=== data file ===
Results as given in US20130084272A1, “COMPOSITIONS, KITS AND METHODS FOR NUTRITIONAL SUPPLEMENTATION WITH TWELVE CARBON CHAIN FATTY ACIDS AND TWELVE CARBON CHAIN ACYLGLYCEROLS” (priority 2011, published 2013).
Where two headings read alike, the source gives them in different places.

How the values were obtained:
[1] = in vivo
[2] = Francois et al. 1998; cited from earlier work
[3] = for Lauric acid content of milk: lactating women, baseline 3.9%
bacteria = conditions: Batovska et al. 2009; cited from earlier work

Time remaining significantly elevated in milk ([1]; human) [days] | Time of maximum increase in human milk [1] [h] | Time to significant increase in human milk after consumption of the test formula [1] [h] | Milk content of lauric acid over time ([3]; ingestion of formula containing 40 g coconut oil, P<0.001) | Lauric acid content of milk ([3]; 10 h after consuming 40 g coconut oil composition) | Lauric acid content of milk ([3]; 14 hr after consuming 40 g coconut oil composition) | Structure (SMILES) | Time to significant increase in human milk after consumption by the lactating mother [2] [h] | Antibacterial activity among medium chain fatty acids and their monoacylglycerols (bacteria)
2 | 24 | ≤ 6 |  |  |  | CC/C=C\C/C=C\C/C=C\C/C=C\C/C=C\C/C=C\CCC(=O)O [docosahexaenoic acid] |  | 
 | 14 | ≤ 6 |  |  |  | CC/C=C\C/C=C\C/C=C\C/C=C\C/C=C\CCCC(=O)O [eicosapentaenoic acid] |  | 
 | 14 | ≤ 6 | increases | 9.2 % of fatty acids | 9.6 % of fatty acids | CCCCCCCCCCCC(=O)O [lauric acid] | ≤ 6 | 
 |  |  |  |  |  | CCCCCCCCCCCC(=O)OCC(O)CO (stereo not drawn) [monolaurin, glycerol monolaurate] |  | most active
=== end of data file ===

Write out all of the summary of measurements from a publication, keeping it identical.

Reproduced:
Results as given in US20130084272A1, “COMPOSITIONS, KITS AND METHODS FOR NUTRITIONAL SUPPLEMENTATION WITH TWELVE CARBON CHAIN FATTY ACIDS AND TWELVE CARBON CHAIN ACYLGLYCEROLS” (priority 2011, published 2013).
Where two headings read alike, the source gives them in different places.

How the values were obtained:
[1] = in vivo
[2] = Francois et al. 1998; cited from earlier work
[3] = for Lauric acid content of milk: lactating women, baseline 3.9%
bacteria = conditions: Batovska et al. 2009; cited from earlier work

Time remaining significantly elevated in milk ([1]; human) [days] | Time of maximum increase in human milk [1] [h] | Time to significant increase in human milk after consumption of the test formula [1] [h] | Milk content of lauric acid over time ([3]; ingestion of formula containing 40 g coconut oil, P<0.001) | Lauric acid content of milk ([3]; 10 h after consuming 40 g coconut oil composition) | Lauric acid content of milk ([3]; 14 hr after consuming 40 g coconut oil composition) | Structure (SMILES) | Time to significant increase in human milk after consumption by the lactating mother [2] [h] | Antibacterial activity among medium chain fatty acids and their monoacylglycerols (bacteria)
2 | 24 | ≤ 6 |  |  |  | CC/C=C\C/C=C\C/C=C\C/C=C\C/C=C\C/C=C\CCC(=O)O [docosahexaenoic acid] |  | 
 | 14 | ≤ 6 |  |  |  | CC/C=C\C/C=C\C/C=C\C/C=C\C/C=C\CCCC(=O)O [eicosapentaenoic acid] |  | 
 | 14 | ≤ 6 | increases | 9.2 % of fatty acids | 9.6 % of fatty acids | CCCCCCCCCCCC(=O)O [lauric acid] | ≤ 6 | 
 |  |  |  |  |  | CCCCCCCCCCCC(=O)OCC(O)CO (stereo not drawn) [monolaurin, glycerol monolaurate] |  | most active